Doctor of Leadership in Global Perspectives: Crafting Ministry in an Interconnected World

It’s Okay to Wonder.

Written by: on November 1, 2018

In reading, Doing Sensory Ethnography by Sarah Pink, I was reminded of an experience that occurred traveling back from our Hong Kong advance. As I begin the journey to Hong Kong for our first advance while I was not looking forward to the twenty-three total hours of traveling, I was looking forward to watching a ton of movies! On my first flight from Orlando to Seattle, I was able to watch two movies and only had to wait around ten minutes before de-boarding the plan. I could not have asked for a better start, but after two movies into the second flight from Seattle to Hong Kong, I was still left with eleven hours of flight time before landing! 

At some point during the advance someone (I believe it was Rhonda, so that is whom I am going with) told me that her favorite movie she watched on her flight was the documentary on Mr. Rogers, Won’t You Be My Neighbor.[1] She did not know at the time but I kind of chuckled inside because it was the movie I kept passing over because I did not think it would be good. You see, I love action packed or sci-fi movies, but not dull documentaries. As Rhonda continued to express how moved she was by the movie a tiny seed of interest was planted unbeknownst to me. Fast forward, the advance is over, and I am settling into my seat for the long flight back from Hong Kong to Seattle. As I am swiping through the movies I come to the documentary and the first thought that came to mind was, I wonder what made this so enjoyable to Rhonda and so instead of skipping it, I played it.


It did not take long before I encountered my first “ah-ha” moment when watching the film, but another interesting thought kept happening as I experienced these “ah-ha” moments. The thought was, I wonder how Rhonda responded to this moment? Every time there was a moving part to me, I would also think back to when she was telling us about her experience with the movie and how it moved her. In my understanding, in the framework of sensory ethnography, this experience would fit in the emplacement and entanglement categories.


Pink in developing her understanding of sensory ethnography says that emplacement ethnography “attends to the question of experience by accounting for the relationships between bodies, minds, and the materiality and sensoriality of the environment,[2] while entanglement is the interconnectedness of movement of person and place which is both local and global.[3] Dr. Carolina Leaf is also helpful on the subject of entanglement as she writes, “The law of entanglement in quantum physics states that relationship is the defining characteristic of everything in space and time. Because of the pervasive nature of the entanglement of atomic particles, the relationship is independent of distance and requires no physical link”.[4] Simply put, in my experience of watching this movie, I was also trying to emplace myself into Rhonda’s experience through the law of entanglement. Even though we were nowhere near each other, we were still connected through the sensory experience I was having and also what had already occurred in that she had told me about her experience. At the same time, Mr. Rogers also seemed to tap into the power of sensory ethnography. Mr. Rogers was able to emplace himself into the lives of millions and allow others to emplace themselves into his “neighborhood” through the sensory (visual) medium of television. Knowing that Mr. Rogers was a minister, I now wonder if there is a category of “spiritual ethnography” and if so, what does spiritual ethnography look like?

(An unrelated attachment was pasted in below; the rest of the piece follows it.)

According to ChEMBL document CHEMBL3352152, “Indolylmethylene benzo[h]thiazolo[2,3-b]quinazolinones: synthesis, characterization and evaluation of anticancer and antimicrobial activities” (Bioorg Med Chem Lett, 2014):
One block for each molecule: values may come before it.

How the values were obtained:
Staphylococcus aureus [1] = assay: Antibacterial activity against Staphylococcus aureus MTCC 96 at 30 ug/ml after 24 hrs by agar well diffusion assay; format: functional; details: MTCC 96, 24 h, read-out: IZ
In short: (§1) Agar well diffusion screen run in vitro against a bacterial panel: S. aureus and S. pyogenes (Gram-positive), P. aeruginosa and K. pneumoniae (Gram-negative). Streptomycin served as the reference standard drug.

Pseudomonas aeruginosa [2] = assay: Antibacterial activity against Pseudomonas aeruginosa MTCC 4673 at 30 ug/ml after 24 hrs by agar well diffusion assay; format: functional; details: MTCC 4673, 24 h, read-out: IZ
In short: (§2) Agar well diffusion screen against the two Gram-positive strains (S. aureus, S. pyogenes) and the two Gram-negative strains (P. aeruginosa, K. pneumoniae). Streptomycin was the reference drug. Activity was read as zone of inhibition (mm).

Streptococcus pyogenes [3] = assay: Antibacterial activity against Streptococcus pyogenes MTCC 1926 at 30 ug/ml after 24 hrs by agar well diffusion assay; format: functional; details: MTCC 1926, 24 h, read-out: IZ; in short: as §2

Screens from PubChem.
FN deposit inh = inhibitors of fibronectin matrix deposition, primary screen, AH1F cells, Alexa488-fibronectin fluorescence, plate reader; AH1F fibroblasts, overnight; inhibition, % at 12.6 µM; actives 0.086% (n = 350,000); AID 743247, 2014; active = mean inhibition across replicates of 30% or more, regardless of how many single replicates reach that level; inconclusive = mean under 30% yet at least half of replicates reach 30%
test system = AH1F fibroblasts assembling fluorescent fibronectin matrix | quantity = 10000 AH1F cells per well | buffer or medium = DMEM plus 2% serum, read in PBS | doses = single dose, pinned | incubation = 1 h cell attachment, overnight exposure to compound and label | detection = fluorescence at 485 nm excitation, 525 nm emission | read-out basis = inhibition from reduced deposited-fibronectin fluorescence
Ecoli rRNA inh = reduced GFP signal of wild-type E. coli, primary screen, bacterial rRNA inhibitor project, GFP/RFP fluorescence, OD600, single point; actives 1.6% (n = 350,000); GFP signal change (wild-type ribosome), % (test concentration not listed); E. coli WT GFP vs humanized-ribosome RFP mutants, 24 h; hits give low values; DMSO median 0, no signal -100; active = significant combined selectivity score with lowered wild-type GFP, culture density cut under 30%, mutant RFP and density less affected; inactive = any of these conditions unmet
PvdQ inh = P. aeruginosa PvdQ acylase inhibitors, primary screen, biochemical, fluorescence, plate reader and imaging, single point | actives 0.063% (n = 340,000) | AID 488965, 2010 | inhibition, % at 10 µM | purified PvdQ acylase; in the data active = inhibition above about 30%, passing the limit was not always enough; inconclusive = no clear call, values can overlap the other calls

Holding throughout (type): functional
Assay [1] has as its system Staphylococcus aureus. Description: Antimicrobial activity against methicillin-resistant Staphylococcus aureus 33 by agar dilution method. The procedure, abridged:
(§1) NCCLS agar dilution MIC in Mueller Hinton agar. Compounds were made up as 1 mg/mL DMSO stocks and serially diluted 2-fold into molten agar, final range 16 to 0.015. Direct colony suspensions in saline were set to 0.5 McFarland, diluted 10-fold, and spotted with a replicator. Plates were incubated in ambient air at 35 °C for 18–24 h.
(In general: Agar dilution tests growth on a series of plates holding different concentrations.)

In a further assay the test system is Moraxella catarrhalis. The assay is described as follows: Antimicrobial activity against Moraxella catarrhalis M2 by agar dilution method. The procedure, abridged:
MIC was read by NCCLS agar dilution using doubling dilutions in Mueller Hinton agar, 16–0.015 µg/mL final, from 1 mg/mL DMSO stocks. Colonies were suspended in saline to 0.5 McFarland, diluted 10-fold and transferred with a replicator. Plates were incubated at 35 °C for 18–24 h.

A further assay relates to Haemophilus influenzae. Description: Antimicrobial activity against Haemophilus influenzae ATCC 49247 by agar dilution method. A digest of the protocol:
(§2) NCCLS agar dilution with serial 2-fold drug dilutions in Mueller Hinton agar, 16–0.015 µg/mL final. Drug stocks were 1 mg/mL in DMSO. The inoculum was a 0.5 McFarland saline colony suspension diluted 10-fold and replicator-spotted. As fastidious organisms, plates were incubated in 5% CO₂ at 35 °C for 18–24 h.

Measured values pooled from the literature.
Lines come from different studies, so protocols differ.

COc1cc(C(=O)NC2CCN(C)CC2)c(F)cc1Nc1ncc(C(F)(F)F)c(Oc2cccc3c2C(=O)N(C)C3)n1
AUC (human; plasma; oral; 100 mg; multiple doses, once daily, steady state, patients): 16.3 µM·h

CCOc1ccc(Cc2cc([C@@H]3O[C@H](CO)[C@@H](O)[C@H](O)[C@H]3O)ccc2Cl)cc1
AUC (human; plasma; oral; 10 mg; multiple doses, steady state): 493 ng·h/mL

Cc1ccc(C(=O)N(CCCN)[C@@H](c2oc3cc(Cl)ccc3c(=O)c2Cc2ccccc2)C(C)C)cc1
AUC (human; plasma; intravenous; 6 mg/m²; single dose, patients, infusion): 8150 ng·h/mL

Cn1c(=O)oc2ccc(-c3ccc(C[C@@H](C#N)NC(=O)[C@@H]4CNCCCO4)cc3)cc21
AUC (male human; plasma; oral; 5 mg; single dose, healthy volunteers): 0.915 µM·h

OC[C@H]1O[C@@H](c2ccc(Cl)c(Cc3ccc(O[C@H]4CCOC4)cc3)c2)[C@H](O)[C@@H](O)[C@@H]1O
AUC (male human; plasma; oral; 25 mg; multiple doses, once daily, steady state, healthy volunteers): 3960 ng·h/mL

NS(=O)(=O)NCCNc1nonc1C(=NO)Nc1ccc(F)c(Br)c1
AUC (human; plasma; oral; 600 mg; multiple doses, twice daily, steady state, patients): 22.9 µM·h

As I am wrestling with this question, I propose looking at the scripture John 17:6-12 as a possible starting place for spiritual ethnography. In honor of the late Rev. Eugene Peterson, it reads in the Message Bible as,


6-12 I spelled out your character in detail to the men and women you gave me. They were yours in the first place; Then you gave them to me, and they have now done what you said. They know now, beyond the shadow of a doubt, that everything you gave me is firsthand from you, For the message you gave me, I gave them; And they took it, and were convinced That I came from you. They believed that you sent me. I pray for them. I’m not praying for the God-rejecting world but for those you gave me, for they are yours by right. Everything mine is yours, and yours mine and my life is on display in them. For I’m no longer going to be visible in the world; They’ll continue in the world while I return to you. Holy Father, guard them as they pursue this life that you conferred as a gift through me, so they can be one heart and mind as we are one heart and mind.[5]

Most would know this as the “be in the world, but not of the world” passage and use it as a way of keeping people at a distance. As we read this message version, one gets a different perspective. It is not about keeping a distance from the “world” but about embodiment, emplacement, and entanglement, with the Triune God and the world. Through the lived experiences one encounters with the word (Bible) of God, Son of God, and Spirit of God, we then become one heart and mind (sensoriality) with God and others. As spiritual ethnographers, our call is thus to be emplacement in both God’s Kingdom (as in foretaste because of the deposit of the Spirit) and the world, as we are not trying to escape but examine how people are experiencing life without Jesus and incorporate Christ in those areas.  As Dr. Clark has instructed us to ask a question that begin with the word wonder, I leave you this great video to stir in you the question; I wonder what else spiritual ethnography might entail?